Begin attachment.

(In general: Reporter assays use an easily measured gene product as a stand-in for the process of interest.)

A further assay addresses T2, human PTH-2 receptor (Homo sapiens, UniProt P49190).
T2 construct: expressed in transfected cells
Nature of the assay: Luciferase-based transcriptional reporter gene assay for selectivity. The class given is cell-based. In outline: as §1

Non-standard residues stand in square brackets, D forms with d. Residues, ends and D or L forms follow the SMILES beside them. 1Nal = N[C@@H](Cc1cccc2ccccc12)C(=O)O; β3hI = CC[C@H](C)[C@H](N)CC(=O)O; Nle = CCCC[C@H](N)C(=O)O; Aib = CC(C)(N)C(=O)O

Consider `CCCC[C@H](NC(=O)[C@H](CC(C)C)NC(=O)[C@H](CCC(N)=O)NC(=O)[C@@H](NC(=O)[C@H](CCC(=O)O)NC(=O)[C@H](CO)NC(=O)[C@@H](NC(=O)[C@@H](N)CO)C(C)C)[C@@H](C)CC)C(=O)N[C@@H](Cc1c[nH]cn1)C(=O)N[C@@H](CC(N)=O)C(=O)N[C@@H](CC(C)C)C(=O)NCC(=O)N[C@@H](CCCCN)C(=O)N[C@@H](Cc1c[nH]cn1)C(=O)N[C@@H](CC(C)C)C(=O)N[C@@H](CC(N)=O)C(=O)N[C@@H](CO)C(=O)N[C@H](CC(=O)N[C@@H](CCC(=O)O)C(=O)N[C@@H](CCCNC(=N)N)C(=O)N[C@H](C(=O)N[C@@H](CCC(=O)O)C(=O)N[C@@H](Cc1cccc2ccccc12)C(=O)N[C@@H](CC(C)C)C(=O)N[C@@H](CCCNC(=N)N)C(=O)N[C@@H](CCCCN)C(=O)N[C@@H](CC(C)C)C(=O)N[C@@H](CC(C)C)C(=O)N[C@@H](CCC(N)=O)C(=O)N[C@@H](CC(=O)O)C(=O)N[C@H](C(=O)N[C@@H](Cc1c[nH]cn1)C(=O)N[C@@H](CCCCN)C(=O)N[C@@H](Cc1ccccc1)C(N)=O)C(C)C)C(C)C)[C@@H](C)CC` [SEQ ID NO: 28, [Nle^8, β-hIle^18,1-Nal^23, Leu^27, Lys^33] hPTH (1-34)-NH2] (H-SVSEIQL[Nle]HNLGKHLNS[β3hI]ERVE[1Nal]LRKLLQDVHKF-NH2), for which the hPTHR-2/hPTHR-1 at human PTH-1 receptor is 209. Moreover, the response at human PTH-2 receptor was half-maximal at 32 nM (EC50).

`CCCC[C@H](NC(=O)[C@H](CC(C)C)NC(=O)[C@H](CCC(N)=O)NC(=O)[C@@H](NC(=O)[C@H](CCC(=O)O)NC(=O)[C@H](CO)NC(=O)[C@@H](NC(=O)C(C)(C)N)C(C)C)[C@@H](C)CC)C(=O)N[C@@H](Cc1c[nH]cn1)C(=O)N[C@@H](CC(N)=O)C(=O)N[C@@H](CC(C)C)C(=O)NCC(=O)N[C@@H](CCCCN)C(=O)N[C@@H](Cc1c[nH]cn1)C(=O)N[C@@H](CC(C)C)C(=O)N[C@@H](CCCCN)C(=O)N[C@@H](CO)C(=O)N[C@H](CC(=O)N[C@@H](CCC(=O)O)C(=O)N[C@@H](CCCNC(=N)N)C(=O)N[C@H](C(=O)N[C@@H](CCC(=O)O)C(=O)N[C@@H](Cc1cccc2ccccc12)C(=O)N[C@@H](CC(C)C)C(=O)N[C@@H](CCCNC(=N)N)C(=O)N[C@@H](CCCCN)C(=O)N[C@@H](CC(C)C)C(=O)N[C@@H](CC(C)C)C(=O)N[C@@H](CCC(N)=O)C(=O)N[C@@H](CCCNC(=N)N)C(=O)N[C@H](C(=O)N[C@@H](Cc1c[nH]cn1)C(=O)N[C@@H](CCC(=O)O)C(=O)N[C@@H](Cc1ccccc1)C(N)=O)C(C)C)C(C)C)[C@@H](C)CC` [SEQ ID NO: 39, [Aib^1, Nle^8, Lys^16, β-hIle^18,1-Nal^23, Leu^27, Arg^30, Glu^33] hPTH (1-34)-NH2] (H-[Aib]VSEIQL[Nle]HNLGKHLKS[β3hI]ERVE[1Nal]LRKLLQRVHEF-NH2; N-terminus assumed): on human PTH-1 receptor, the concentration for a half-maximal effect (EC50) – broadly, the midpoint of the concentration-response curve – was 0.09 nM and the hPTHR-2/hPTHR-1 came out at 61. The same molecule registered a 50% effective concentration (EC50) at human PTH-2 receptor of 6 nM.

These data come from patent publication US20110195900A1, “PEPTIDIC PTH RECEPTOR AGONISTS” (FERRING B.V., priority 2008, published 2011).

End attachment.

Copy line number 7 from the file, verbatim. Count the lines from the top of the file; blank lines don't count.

`CCCC[C@H](NC(=O)[C@H](CC(C)C)NC(=O)[C@H](CCC(N)=O)NC(=O)[C@@H](NC(=O)[C@H](CCC(=O)O)NC(=O)[C@H](CO)NC(=O)[C@@H](NC(=O)C(C)(C)N)C(C)C)[C@@H](C)CC)C(=O)N[C@@H](Cc1c[nH]cn1)C(=O)N[C@@H](CC(N)=O)C(=O)N[C@@H](CC(C)C)C(=O)NCC(=O)N[C@@H](CCCCN)C(=O)N[C@@H](Cc1c[nH]cn1)C(=O)N[C@@H](CC(C)C)C(=O)N[C@@H](CCCCN)C(=O)N[C@@H](CO)C(=O)N[C@H](CC(=O)N[C@@H](CCC(=O)O)C(=O)N[C@@H](CCCNC(=N)N)C(=O)N[C@H](C(=O)N[C@@H](CCC(=O)O)C(=O)N[C@@H](Cc1cccc2ccccc12)C(=O)N[C@@H](CC(C)C)C(=O)N[C@@H](CCCNC(=N)N)C(=O)N[C@@H](CCCCN)C(=O)N[C@@H](CC(C)C)C(=O)N[C@@H](CC(C)C)C(=O)N[C@@H](CCC(N)=O)C(=O)N[C@@H](CCCNC(=N)N)C(=O)N[C@H](C(=O)N[C@@H](Cc1c[nH]cn1)C(=O)N[C@@H](CCC(=O)O)C(=O)N[C@@H](Cc1ccccc1)C(N)=O)C(C)C)C(C)C)[C@@H](C)CC` [SEQ ID NO: 39, [Aib^1, Nle^8, Lys^16, β-hIle^18,1-Nal^23, Leu^27, Arg^30, Glu^33] hPTH (1-34)-NH2] (H-[Aib]VSEIQL[Nle]HNLGKHLKS[β3hI]ERVE[1Nal]LRKLLQRVHEF-NH2; N-terminus assumed): on human PTH-1 receptor, the concentration for a half-maximal effect (EC50) – broadly, the midpoint of the concentration-response curve – was 0.09 nM and the hPTHR-2/hPTHR-1 came out at 61. The same molecule registered a 50% effective concentration (EC50) at human PTH-2 receptor of 6 nM.